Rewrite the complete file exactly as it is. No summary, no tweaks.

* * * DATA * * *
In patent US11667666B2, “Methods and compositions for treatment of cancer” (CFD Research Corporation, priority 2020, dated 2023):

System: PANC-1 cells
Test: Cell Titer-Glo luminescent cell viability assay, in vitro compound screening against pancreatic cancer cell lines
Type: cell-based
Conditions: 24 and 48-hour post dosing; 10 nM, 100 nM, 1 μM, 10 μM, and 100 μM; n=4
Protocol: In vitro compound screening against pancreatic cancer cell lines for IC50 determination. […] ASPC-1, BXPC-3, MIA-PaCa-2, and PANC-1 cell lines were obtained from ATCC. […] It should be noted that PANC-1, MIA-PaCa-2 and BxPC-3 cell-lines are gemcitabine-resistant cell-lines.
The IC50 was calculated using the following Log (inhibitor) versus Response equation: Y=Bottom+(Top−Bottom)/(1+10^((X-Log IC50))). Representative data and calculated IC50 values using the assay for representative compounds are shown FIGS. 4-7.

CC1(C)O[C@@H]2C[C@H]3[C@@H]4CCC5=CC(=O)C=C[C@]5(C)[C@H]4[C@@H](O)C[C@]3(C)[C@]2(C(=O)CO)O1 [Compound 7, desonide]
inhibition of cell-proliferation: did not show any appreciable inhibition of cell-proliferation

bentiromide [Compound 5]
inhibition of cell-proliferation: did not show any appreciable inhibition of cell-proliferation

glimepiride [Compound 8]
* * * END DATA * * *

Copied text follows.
In patent US11667666B2, “Methods and compositions for treatment of cancer” (CFD Research Corporation, priority 2020, dated 2023):

System: PANC-1 cells
Test: Cell Titer-Glo luminescent cell viability assay, in vitro compound screening against pancreatic cancer cell lines
Type: cell-based
Conditions: 24 and 48-hour post dosing; 10 nM, 100 nM, 1 μM, 10 μM, and 100 μM; n=4
Protocol: In vitro compound screening against pancreatic cancer cell lines for IC50 determination. […] ASPC-1, BXPC-3, MIA-PaCa-2, and PANC-1 cell lines were obtained from ATCC. […] It should be noted that PANC-1, MIA-PaCa-2 and BxPC-3 cell-lines are gemcitabine-resistant cell-lines.
The IC50 was calculated using the following Log (inhibitor) versus Response equation: Y=Bottom+(Top−Bottom)/(1+10^((X-Log IC50))). Representative data and calculated IC50 values using the assay for representative compounds are shown FIGS. 4-7.

CC1(C)O[C@@H]2C[C@H]3[C@@H]4CCC5=CC(=O)C=C[C@]5(C)[C@H]4[C@@H](O)C[C@]3(C)[C@]2(C(=O)CO)O1 [Compound 7, desonide]
inhibition of cell-proliferation: did not show any appreciable inhibition of cell-proliferation

bentiromide [Compound 5]
inhibition of cell-proliferation: did not show any appreciable inhibition of cell-proliferation

glimepiride [Compound 8]